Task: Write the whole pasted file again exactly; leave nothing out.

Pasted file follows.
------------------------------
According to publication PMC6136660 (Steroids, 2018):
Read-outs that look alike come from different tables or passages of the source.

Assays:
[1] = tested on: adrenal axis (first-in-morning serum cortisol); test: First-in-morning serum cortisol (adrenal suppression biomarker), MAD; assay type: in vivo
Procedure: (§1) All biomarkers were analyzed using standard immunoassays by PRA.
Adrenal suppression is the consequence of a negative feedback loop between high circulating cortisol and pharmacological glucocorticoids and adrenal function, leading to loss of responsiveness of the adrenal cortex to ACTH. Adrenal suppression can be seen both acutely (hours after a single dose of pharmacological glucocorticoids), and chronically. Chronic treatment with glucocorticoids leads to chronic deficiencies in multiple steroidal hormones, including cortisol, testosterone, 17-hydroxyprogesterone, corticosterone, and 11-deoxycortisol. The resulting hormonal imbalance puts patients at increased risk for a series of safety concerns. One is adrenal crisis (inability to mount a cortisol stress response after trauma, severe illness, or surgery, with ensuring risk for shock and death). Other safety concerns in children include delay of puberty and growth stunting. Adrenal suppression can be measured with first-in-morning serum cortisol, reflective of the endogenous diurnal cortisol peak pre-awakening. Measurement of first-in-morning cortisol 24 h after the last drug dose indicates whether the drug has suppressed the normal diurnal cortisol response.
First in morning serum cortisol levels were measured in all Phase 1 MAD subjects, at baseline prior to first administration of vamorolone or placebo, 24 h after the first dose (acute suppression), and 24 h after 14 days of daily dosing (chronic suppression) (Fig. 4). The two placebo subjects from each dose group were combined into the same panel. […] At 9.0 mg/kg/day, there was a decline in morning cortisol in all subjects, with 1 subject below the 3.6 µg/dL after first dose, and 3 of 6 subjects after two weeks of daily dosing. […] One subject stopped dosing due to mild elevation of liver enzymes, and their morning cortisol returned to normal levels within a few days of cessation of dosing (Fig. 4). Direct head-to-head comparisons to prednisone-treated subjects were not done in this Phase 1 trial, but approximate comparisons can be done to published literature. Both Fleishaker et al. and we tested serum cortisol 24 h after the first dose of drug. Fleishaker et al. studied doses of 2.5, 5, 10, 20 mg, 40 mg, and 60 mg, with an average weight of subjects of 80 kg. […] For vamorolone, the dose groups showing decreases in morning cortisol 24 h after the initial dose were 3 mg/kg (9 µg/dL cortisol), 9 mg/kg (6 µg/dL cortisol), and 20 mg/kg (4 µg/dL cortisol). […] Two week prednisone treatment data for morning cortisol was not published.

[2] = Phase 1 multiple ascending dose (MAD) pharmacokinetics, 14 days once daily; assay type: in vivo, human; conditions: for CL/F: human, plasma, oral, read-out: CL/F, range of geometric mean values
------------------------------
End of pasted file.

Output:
According to publication PMC6136660 (Steroids, 2018):
Read-outs that look alike come from different tables or passages of the source.

Assays:
[1] = tested on: adrenal axis (first-in-morning serum cortisol); test: First-in-morning serum cortisol (adrenal suppression biomarker), MAD; assay type: in vivo
Procedure: (§1) All biomarkers were analyzed using standard immunoassays by PRA.
Adrenal suppression is the consequence of a negative feedback loop between high circulating cortisol and pharmacological glucocorticoids and adrenal function, leading to loss of responsiveness of the adrenal cortex to ACTH. Adrenal suppression can be seen both acutely (hours after a single dose of pharmacological glucocorticoids), and chronically. Chronic treatment with glucocorticoids leads to chronic deficiencies in multiple steroidal hormones, including cortisol, testosterone, 17-hydroxyprogesterone, corticosterone, and 11-deoxycortisol. The resulting hormonal imbalance puts patients at increased risk for a series of safety concerns. One is adrenal crisis (inability to mount a cortisol stress response after trauma, severe illness, or surgery, with ensuring risk for shock and death). Other safety concerns in children include delay of puberty and growth stunting. Adrenal suppression can be measured with first-in-morning serum cortisol, reflective of the endogenous diurnal cortisol peak pre-awakening. Measurement of first-in-morning cortisol 24 h after the last drug dose indicates whether the drug has suppressed the normal diurnal cortisol response.
First in morning serum cortisol levels were measured in all Phase 1 MAD subjects, at baseline prior to first administration of vamorolone or placebo, 24 h after the first dose (acute suppression), and 24 h after 14 days of daily dosing (chronic suppression) (Fig. 4). The two placebo subjects from each dose group were combined into the same panel. […] At 9.0 mg/kg/day, there was a decline in morning cortisol in all subjects, with 1 subject below the 3.6 µg/dL after first dose, and 3 of 6 subjects after two weeks of daily dosing. […] One subject stopped dosing due to mild elevation of liver enzymes, and their morning cortisol returned to normal levels within a few days of cessation of dosing (Fig. 4). Direct head-to-head comparisons to prednisone-treated subjects were not done in this Phase 1 trial, but approximate comparisons can be done to published literature. Both Fleishaker et al. and we tested serum cortisol 24 h after the first dose of drug. Fleishaker et al. studied doses of 2.5, 5, 10, 20 mg, 40 mg, and 60 mg, with an average weight of subjects of 80 kg. […] For vamorolone, the dose groups showing decreases in morning cortisol 24 h after the initial dose were 3 mg/kg (9 µg/dL cortisol), 9 mg/kg (6 µg/dL cortisol), and 20 mg/kg (4 µg/dL cortisol). […] Two week prednisone treatment data for morning cortisol was not published.

[2] = Phase 1 multiple ascending dose (MAD) pharmacokinetics, 14 days once daily; assay type: in vivo, human; conditions: for CL/F: human, plasma, oral, read-out: CL/F, range of geometric mean values